MrSteam offers a number of accessories – including wall-mounted seats, recessed lighting, and SteamLinx (where you can control the steam shower using your cell phone) – that are best installed during the initial build or renovation. This is also true for our line of steam therapies – ChromaTherapy, MusicTherapy, and AromaTherapy. Many homeowners wrongly put off adding these features for budgetary reasons and later wish they hadn’t. It is more complicated and costly – as well as disruptive – to install these later on.
5. Ignoring The Electrical And Plumbing Requirements Of Your Home
Often, a homeowner has no clue about the various electrical differences – such as 120v, 208v and 240v. Yet using the wrong electrical outlet can be disastrous, and not being up to code can create issues when your new or renovated bathroom is inspected. The Spruce has a very useful article for someone who wants some education about the various electrical codes and why they are important: “Electrical Code Requirements by Room.”
(And no, despite the customers who have called in and asked, you can’t just “plug the generator in.”)
This is equally true for plumbing requirements – not just for code reasons (though they are important), but so you don’t have issues later such as “sluggish” pipes that release noxious gas into the home. Better Homes and Gardens offers this article if you want to learn more: “A Beginner's Guide to Plumbing Codes.”
6. Improperly Sealing The Walls, Floors, And Ceiling For Use In The Steam Shower
You don’t want your steam seeping into the rest of the bathroom and lingering there, causing condensation on the walls and floors. That can lead to accidents due to slipping and mold that can cause health issues. A properly constructed steam shower will drain the steam, so vents are not required. Walls and ceilings must be constructed of water-resistant, non-corrosive surface, such as tile, natural or man-made stone, molded acrylic, or other non-porous material. If you are building a steam room that's not also a shower, a floor drain is required. Windows that are part of the steam room should be double paned and equipped with tempered safety glass. A great resource for information on sealing tile in a shower or steam room is Tile Council of North America.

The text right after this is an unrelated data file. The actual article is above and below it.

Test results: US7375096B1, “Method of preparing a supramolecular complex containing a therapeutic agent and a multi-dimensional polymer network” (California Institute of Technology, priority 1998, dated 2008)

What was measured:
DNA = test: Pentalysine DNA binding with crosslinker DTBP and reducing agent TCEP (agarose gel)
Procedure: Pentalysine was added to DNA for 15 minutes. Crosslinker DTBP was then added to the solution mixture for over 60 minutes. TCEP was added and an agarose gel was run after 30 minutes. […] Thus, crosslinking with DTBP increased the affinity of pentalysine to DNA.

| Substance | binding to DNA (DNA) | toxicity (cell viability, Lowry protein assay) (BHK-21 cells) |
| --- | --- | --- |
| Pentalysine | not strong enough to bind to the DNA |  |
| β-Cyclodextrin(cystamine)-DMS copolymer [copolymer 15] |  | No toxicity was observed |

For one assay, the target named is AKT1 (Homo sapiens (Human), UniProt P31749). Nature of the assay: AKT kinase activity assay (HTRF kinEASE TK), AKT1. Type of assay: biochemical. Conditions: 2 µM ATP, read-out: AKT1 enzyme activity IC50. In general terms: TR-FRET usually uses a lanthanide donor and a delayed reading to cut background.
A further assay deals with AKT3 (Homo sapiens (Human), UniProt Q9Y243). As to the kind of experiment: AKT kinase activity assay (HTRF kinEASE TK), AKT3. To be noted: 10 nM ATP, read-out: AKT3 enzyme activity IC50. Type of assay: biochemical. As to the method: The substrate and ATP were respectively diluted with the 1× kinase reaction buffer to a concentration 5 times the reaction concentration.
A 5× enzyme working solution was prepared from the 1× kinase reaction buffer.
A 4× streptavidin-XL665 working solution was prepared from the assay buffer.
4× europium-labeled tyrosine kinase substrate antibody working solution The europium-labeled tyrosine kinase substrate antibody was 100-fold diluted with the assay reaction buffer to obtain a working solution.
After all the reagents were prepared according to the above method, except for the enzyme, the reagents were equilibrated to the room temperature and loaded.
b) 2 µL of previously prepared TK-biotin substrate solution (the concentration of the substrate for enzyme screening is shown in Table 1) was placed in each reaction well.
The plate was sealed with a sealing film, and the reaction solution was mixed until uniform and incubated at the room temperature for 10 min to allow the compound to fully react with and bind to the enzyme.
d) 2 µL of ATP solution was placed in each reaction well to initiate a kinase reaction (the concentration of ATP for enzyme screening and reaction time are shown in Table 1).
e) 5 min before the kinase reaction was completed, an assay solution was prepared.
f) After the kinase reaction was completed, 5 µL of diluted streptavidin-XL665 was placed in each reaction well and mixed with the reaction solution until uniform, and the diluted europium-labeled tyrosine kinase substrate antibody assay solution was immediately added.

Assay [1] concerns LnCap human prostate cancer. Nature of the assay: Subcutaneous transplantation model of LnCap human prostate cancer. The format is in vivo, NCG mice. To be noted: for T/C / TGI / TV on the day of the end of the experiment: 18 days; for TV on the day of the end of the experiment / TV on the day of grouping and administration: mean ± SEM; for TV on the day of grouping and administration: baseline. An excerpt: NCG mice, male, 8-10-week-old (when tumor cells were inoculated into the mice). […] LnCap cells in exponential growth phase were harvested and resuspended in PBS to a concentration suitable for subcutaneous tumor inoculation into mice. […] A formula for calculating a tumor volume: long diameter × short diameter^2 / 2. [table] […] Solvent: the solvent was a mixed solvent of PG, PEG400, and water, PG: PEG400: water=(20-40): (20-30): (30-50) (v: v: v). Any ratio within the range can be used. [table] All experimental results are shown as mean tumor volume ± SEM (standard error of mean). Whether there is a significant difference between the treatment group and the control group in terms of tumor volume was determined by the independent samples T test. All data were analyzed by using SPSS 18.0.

7. Not Storing The Generator In An Appropriate Spot
A MrSteam generator can be installed anywhere within 60 feet of your steam room—in a heated attic or basement, closet, vanity, or similar spot. We recommend leaving 12 inches of excess space on the top and sides for servicing and to ensure adequate ventilation. Do not install the steam generator inside the actual shower enclosure or in an unheated location where the water supply piping might freeze.
It’s important to store the generator in a spot where it can be accessed and parts removed easily to facilitate maintenance. It is also important that the plumbing connection to the generator can be easily turned off if needed.
8. Selecting A Contractor, Plumber Or Installer Who Is Not Licensed And Is Not Familiar With The Installation Process
Just because a contractor, plumber or installer has “30 years in the industry” doesn’t necessarily mean they know how to install a steam shower unit. Because steam shower installation involves both water and electricity, MrSteam recommends professional installation by a licensed plumber, electrician, and/or contractor who is familiar with steam.
9. Not Starting With A Budget For The Renovation Of The Bathroom, Materials, Installation Costs, And Mrsteam Products
Having at least a ballpark idea of what installing a MrSteam steam shower - along with the rest of the bathroom renovation - will cost can save the homeowner aggravation and resentment as the project proceeds. Creating a transparent budget with enough leeway to protect both contractor and homeowner will prevent the type of disagreements that often crop up over the course of a renovation.
A good starting point is the blog post, “Breakdown the Costs: What an In-Home Spa Will Cost You Over Time,” which not only discusses the costs of actual projects, but also shares how the homeowner stands to gain in terms of personal benefits and home resale value over the lifetime of their steam shower.
Now that you’ve learned what some of the most common mistakes are in installing a home steam shower, it will be easy to avoid them – and to enjoy that new home steam shower without the headaches that these errors can create!